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The reactor project


Klaus Fuchs. The US Reactor Safeguard Committee
John Wheeler Scientist
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I had met Fuchs in Los Alamos but never talked much of any- except the normal hello and so. I had no idea what he had done. But because of my experience during the war in nuclear reactors and their control and the safety devices, I was, after the war, put on the United States Reactor Safeguard Committee and served on that committee six or seven years. And at one point we met with the British group to compare notes. And we had reached similar assessments on how big the damage could be if a reactor got out of control and the radioactivity was carried downwind by the air, such as the Chernobyl accident happened in Russia. And we in the American group had decided to put domes over reactors. Teller and Feynman and I, on the Reactor Safeguard Committee, had advocated that method of protection, so that today that's the symbol of a reactor in this country, the dome, but what the Russians did not have at Chernobyl. But in comparing with the British group, the damage that would result, we found that the meteorologists who study wind conditions agreed, they came out with similar predictions. Well, if the catastrophe could be so great, what was the chance of the catastrophe? And I had looked into these probabilities, and I thought the greatest chance was the chance of sabotage. I'd collected the statistics on sabotage in World War I and World War II, many more in World War I when there was much more sympathy for the German side than in World War II. So I said- the thing you've got to worry about most is the chance somebody who comes in who's an expert, who's trusted and who gets by all the security guards because he's trusted, but who knows technically how to turn off these different safety devices, somebody animated by some strange ideology. As I was speaking, opposite me, in the British group, was Klaus Fuchs. And one month later, he was in prison, not because of any action of this committee, but because of evidence of his being a spy. But Sir Rudolf Peierls, who had hired him, went around to the prison to see him, he said- there's some terrible mistake, we've got to get you a lawyer. And Fuchs said- no, it's not a mistake." You mean, you were a spy? Yes. But how could you? Well, I meant to give control of the world to the Russians. But how could you? Well, then I meant to tell them what was wrong with them. Well, that was Fuchs.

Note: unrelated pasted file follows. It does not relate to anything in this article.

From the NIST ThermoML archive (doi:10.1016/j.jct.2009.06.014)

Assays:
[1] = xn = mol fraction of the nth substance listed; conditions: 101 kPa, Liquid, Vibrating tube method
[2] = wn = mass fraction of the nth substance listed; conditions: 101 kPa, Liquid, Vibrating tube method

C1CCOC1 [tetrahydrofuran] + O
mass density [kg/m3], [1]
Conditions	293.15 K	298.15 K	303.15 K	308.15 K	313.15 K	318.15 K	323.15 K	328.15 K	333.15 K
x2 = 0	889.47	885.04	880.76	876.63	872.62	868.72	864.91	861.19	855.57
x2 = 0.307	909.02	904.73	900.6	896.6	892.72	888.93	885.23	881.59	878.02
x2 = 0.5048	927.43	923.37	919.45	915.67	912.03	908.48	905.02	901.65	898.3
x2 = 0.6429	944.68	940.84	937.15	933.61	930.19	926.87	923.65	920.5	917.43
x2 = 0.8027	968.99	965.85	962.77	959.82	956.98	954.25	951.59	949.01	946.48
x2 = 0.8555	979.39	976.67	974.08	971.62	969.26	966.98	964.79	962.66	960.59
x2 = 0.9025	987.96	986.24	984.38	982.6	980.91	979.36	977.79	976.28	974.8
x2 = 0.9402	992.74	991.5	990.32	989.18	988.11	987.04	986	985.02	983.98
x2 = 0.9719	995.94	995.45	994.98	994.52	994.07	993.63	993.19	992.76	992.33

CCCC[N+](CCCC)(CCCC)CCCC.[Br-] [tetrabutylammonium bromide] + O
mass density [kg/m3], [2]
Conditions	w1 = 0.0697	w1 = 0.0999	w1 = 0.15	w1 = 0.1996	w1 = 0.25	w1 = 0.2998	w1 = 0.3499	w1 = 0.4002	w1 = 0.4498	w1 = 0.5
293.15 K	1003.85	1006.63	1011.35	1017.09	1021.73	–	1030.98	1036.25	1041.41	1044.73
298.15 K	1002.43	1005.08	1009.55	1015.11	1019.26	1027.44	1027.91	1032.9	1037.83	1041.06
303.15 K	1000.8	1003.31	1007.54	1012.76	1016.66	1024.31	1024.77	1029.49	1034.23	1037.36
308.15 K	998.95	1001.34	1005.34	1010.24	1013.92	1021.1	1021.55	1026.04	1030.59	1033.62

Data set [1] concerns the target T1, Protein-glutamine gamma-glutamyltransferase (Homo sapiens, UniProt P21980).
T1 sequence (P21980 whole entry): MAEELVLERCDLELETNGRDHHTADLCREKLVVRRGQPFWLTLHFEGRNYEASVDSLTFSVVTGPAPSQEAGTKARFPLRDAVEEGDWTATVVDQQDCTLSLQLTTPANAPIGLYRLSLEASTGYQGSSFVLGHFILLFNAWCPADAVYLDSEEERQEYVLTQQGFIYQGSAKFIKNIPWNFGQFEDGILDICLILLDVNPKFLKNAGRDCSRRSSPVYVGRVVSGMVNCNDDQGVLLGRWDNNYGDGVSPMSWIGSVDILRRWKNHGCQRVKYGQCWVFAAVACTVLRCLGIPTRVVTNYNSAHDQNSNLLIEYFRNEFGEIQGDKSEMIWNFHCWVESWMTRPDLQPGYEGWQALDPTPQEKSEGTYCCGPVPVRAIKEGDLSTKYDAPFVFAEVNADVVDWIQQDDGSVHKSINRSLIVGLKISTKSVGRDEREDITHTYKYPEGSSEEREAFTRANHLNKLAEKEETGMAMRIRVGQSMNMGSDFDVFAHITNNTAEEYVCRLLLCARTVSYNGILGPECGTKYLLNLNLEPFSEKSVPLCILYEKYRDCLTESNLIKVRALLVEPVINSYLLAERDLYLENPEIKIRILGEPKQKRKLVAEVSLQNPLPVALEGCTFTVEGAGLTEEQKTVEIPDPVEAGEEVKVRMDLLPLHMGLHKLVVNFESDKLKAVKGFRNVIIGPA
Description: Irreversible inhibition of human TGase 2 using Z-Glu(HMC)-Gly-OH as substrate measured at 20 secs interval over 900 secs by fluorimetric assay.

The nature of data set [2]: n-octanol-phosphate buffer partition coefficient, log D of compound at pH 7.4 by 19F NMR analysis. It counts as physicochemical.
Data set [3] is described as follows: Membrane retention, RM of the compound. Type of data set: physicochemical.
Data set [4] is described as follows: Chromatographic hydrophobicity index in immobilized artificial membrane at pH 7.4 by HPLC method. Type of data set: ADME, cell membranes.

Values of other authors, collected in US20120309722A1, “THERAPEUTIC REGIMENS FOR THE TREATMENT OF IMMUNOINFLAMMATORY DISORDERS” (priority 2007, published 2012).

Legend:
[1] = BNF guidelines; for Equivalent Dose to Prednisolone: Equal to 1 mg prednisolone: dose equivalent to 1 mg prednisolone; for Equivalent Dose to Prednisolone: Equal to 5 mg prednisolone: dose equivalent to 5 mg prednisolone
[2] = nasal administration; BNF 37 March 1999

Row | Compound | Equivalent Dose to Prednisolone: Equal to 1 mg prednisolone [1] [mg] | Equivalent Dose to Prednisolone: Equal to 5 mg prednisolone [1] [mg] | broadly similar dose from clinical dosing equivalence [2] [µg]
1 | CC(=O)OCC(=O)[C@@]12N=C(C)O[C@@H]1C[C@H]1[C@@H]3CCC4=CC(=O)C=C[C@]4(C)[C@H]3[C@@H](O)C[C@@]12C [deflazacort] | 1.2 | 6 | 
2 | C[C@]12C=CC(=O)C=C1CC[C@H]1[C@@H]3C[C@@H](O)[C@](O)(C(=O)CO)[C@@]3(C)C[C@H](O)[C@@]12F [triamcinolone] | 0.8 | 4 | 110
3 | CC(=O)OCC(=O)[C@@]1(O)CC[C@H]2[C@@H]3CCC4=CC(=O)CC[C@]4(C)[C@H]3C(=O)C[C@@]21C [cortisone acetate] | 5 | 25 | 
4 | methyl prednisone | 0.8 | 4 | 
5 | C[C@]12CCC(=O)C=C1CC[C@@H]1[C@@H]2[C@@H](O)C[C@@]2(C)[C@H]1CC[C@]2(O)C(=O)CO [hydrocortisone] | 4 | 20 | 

John Wheeler, one of the world's most influential physicists, is best known for coining the term 'black holes', for his seminal contributions to the theories of quantum gravity and nuclear fission, as well as for his mind-stretching theories and writings on time, space and gravity.

Listeners: Ken Ford

Ken Ford took his Ph.D. at Princeton in 1953 and worked with Wheeler on a number of research projects, including research for the Hydrogen bomb. He was Professor of Physics at the University of California and Director of the American Institute of Physicists. He collaborated with John Wheeler in the writing of Wheeler's autobiography, 'Geons, Black Holes and Quantum Foam: A Life in Physics' (1998).

Duration: 4 minutes, 14 seconds

Date story recorded: December 1996

Date story went live: 24 January 2008